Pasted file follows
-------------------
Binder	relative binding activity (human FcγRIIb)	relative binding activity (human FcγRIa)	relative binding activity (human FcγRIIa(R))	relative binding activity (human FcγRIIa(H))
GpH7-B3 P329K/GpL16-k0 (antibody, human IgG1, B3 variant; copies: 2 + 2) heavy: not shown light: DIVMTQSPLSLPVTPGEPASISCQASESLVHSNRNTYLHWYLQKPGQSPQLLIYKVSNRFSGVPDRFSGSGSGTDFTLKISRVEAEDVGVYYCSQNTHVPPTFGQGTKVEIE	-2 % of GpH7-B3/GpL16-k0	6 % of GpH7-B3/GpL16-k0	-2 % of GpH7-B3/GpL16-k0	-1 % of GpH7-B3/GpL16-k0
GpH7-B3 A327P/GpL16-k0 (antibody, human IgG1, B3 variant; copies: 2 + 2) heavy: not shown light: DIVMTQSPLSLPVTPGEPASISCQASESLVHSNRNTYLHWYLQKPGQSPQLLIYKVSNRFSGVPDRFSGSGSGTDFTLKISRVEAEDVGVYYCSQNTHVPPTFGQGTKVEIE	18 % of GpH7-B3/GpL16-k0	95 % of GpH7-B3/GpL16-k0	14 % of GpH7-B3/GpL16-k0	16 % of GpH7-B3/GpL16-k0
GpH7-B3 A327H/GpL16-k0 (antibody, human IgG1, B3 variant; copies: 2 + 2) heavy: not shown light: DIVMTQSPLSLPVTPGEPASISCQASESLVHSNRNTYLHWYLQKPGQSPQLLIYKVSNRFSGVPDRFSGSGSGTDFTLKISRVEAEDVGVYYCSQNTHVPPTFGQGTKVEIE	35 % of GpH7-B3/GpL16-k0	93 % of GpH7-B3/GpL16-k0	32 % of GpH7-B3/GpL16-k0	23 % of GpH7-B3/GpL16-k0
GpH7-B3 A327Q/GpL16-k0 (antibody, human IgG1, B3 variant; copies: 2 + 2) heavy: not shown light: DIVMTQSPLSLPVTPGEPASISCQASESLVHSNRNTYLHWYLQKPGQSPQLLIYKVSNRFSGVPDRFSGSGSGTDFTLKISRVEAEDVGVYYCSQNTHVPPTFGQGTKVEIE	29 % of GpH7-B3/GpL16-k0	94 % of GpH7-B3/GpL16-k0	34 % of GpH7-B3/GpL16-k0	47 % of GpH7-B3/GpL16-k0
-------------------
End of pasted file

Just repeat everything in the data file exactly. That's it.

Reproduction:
Binder	relative binding activity (human FcγRIIb)	relative binding activity (human FcγRIa)	relative binding activity (human FcγRIIa(R))	relative binding activity (human FcγRIIa(H))
GpH7-B3 P329K/GpL16-k0 (antibody, human IgG1, B3 variant; copies: 2 + 2) heavy: not shown light: DIVMTQSPLSLPVTPGEPASISCQASESLVHSNRNTYLHWYLQKPGQSPQLLIYKVSNRFSGVPDRFSGSGSGTDFTLKISRVEAEDVGVYYCSQNTHVPPTFGQGTKVEIE	-2 % of GpH7-B3/GpL16-k0	6 % of GpH7-B3/GpL16-k0	-2 % of GpH7-B3/GpL16-k0	-1 % of GpH7-B3/GpL16-k0
GpH7-B3 A327P/GpL16-k0 (antibody, human IgG1, B3 variant; copies: 2 + 2) heavy: not shown light: DIVMTQSPLSLPVTPGEPASISCQASESLVHSNRNTYLHWYLQKPGQSPQLLIYKVSNRFSGVPDRFSGSGSGTDFTLKISRVEAEDVGVYYCSQNTHVPPTFGQGTKVEIE	18 % of GpH7-B3/GpL16-k0	95 % of GpH7-B3/GpL16-k0	14 % of GpH7-B3/GpL16-k0	16 % of GpH7-B3/GpL16-k0
GpH7-B3 A327H/GpL16-k0 (antibody, human IgG1, B3 variant; copies: 2 + 2) heavy: not shown light: DIVMTQSPLSLPVTPGEPASISCQASESLVHSNRNTYLHWYLQKPGQSPQLLIYKVSNRFSGVPDRFSGSGSGTDFTLKISRVEAEDVGVYYCSQNTHVPPTFGQGTKVEIE	35 % of GpH7-B3/GpL16-k0	93 % of GpH7-B3/GpL16-k0	32 % of GpH7-B3/GpL16-k0	23 % of GpH7-B3/GpL16-k0
GpH7-B3 A327Q/GpL16-k0 (antibody, human IgG1, B3 variant; copies: 2 + 2) heavy: not shown light: DIVMTQSPLSLPVTPGEPASISCQASESLVHSNRNTYLHWYLQKPGQSPQLLIYKVSNRFSGVPDRFSGSGSGTDFTLKISRVEAEDVGVYYCSQNTHVPPTFGQGTKVEIE	29 % of GpH7-B3/GpL16-k0	94 % of GpH7-B3/GpL16-k0	34 % of GpH7-B3/GpL16-k0	47 % of GpH7-B3/GpL16-k0